Special Issue "Genome Diversity of Adaptation and Speciation"

A special issue of Genes (ISSN 2073-4425). This special issue belongs to the section "Population and Evolutionary Genetics and Genomics".

Deadline for manuscript submissions: closed (31 December 2020).

Special Issue Editors

Dr. Taras K Oleksyk
E-Mail Website
Guest Editor
Oakland University, Rochester, Michigan, USA
Interests: evolution, comparative genomics, environmental toxicology, genetic epidemiology, adaptation, speciation and disease, admixture, population genetics, candidate disease genes, genome assembly and analysis; selection scans
Dr. Aleksey Komissarov
E-Mail Website
Guest Editor
ITMO University, St. Petersburg, Russia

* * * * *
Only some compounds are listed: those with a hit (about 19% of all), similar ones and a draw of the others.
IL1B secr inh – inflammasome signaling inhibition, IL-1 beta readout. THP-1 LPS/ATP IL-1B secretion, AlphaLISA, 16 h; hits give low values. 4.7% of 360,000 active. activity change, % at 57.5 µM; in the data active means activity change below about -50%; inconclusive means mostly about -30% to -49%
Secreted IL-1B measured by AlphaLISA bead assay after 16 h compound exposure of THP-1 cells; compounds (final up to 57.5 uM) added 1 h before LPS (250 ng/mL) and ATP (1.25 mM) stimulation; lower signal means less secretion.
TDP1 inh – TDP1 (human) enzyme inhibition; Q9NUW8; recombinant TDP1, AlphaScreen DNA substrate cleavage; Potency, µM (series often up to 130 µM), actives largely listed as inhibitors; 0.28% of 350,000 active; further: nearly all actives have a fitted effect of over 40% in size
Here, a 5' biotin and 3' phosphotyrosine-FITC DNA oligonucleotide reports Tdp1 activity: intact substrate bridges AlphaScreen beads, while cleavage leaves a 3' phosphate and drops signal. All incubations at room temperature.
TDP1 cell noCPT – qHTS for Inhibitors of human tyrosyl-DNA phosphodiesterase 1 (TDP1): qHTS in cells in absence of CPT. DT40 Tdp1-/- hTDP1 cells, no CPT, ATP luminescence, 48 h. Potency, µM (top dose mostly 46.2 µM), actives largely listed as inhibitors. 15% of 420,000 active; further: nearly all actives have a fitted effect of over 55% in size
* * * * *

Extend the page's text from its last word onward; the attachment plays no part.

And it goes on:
Interests: comparative genomics, genome graphs for working with human and animal genomic data, non-coding, satellite DNA, SINE repeats, repetitive DNA, reproductive isolation, incipient speciation, eukaryotic genomes, prokaryotic genomes
Dr. Fabia U. Battistuzzi
E-Mail Website
Guest Editor
Department of Biological Sciences, Oakland University, 318 Meadow Brook Rd, Rochester, MI 48309, USA
Interests: microbial evolution; early life evolution; phylogenetic tools; tempo and mode of evolution; speciation patterns; timing of the origin of species; genomic innovations; adaptations; speciation events

Special Issue Information

Dear Colleagues,